Despite all the challenges from pizzas, burgers,kebabs and fried chicken, old-fashioned fish and chips remains not just part of our rich culinary heritage, but a very popular meal. It regularly comes top of polls and research on the most popular take-away meal and also happens to be cheaper than most other options.
As with so many popular foods, however, the cost of living crisis has had a pronounced impact on the humble chippy, with rising prices for fuel, cooking oil and ingredients.
That means, tragically, that small businesses are under threat from rising catering costs; it’s even reported that as many as a third of the UK’s fish and chip shops – some 3,000 – risk closure. Energy costs have trebled, the war in Ukraine and poor harvests have helped doubled the cost of both sunflower oil and potatoes. To top it off, Russian fish now attracts a very high tariff in response to Putin’s invasion.
Thankfully, there is good news over the horizon, literally.
Whereas the EU places high tariffs on food supplies from outside the EU (to protect its own food producers) Brexit Britain can now decide for itself and in sectors where we do not grow or process foods there is no need to erect needless barriers that make food dearer.
That means there is a way we can make fish and chips even more price competitive – by using the Brexit bonus of our membership of the CPTPP, which has eliminated the tariff (worth up to 18% of additional cost) on Malaysian palm oil.
That’s particularly important given that sunflower oil is now 20% more expensive than palm. That change is unsurprising, given that Ukraine and Russia make up nearly 80% of global crude sunflower oil experts. With Ukrainian production hobbled by the war and Russian exports embargoed, we’re in for a sustained period of shortages and, as a result, higher prices.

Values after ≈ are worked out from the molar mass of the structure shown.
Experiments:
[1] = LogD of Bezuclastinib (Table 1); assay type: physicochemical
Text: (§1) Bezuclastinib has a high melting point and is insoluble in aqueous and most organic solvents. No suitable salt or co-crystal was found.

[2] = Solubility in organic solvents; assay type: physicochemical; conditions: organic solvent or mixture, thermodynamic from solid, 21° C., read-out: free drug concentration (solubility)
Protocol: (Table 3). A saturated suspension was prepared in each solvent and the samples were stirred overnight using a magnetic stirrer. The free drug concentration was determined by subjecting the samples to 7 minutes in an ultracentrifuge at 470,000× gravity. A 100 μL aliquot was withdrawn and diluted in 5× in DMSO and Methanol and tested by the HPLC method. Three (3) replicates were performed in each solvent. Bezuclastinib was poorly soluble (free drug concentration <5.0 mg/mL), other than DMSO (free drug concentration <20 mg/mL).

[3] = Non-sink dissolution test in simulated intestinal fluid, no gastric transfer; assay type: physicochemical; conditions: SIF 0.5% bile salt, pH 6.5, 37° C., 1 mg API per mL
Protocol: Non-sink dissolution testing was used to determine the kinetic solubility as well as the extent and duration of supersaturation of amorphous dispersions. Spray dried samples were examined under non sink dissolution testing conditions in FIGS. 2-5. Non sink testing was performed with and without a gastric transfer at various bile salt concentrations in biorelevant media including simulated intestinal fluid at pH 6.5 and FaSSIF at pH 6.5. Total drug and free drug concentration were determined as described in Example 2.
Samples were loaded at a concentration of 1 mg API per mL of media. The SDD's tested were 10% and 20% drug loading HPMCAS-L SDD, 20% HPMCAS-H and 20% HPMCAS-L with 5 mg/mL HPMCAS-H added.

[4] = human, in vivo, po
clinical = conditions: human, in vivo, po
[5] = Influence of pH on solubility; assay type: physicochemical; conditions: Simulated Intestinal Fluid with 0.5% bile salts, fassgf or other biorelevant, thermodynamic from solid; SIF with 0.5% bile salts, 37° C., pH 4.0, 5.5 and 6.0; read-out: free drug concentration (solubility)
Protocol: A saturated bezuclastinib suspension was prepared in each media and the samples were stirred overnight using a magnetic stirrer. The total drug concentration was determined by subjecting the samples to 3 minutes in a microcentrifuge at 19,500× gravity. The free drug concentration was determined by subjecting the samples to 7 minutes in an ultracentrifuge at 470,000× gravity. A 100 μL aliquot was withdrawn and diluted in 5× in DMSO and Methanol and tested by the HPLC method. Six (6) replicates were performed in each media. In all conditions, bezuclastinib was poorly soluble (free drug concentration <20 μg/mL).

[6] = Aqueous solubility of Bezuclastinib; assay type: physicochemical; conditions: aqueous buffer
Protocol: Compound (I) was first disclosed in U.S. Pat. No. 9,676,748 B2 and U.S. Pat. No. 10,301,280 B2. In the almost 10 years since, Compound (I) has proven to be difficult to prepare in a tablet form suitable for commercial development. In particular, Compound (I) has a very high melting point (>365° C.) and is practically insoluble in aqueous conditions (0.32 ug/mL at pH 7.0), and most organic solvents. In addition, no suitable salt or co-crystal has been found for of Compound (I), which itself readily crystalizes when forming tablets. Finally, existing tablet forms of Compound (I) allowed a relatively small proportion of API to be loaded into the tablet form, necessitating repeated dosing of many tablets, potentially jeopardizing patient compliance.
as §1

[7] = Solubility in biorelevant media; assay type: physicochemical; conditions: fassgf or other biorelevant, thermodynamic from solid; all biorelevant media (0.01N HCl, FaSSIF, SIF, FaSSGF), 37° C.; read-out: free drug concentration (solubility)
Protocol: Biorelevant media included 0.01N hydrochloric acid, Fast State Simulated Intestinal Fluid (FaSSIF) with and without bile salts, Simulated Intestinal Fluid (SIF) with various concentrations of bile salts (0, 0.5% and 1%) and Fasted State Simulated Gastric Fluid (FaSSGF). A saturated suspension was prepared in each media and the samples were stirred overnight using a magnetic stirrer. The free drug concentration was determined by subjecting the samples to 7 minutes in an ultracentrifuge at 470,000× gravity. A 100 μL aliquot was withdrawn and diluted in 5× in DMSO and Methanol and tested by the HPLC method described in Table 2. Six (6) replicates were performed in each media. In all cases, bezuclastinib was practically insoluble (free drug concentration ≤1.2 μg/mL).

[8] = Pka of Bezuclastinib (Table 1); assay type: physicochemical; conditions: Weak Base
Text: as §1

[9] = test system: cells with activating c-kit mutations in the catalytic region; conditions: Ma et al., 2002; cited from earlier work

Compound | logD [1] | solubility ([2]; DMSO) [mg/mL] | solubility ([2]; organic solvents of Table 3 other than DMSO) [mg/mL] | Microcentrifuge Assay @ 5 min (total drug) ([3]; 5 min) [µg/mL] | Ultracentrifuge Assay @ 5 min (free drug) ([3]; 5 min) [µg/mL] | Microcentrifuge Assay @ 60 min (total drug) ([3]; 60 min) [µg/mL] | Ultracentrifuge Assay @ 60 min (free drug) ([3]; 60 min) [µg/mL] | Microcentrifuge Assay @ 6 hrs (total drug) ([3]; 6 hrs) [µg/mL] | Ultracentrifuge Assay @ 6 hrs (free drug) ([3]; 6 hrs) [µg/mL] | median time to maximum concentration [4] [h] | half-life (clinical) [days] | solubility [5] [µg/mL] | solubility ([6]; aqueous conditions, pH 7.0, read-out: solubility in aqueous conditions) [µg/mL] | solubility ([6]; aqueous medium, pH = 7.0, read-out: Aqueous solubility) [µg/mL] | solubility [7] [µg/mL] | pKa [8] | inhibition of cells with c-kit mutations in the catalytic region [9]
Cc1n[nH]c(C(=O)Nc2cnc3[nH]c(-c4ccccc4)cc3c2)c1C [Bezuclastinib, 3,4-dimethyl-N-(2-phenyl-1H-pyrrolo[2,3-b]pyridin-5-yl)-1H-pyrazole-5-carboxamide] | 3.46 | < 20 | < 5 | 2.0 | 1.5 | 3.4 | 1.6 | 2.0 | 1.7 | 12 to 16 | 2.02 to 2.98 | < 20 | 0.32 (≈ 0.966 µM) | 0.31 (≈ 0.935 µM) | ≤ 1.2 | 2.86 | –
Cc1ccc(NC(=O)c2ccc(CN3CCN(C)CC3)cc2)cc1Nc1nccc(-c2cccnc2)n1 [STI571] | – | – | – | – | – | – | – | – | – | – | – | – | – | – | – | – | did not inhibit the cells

Being outside the EU means we can pivot to palm oil without the tariff we paid before, and do so in the knowledge that it is now produced in a sustainable way that minimises deforestation. Indeed, according to Global Forest Watch, primary forest loss in Malaysia decreased by almost 70% between 2014 and 2020. The EU, however, continues to discriminate against palm oil imports, using deforestation as a fig leaf for protecting its own vegetable oil interests.
Note too that palm oil also has a far higher yield per hectare – meaning it requires far less land to grow 1000 litres of vegetable oil – making it 6-10 times more productive than other oilseeds such as rapeseed, soybean, olive, or sunflower.
The great news for chippies in particular is that sustainable palm oil can handle frying without spoiling, while its low production costs make it cheaper than frying oils such as cottonseed or sunflower. What’s more, unlike traditional beef dripping, palm oil is suitable for both vegetarians and vegans.
Palm oil is just one example of food imports from CPTPP members that will be competitively priced against the same foods from the EU. Our manufacturers and suppliers should be scouring the price lists and looking to get new, cheaper deals in place. The same will go for other commodities and components and there should be no room for sentiment.
Let’s start benefitting from CPTPP, it’s time to fire-up the fryer with CPTPP-sourced palm oil and get the price of a fish supper down.
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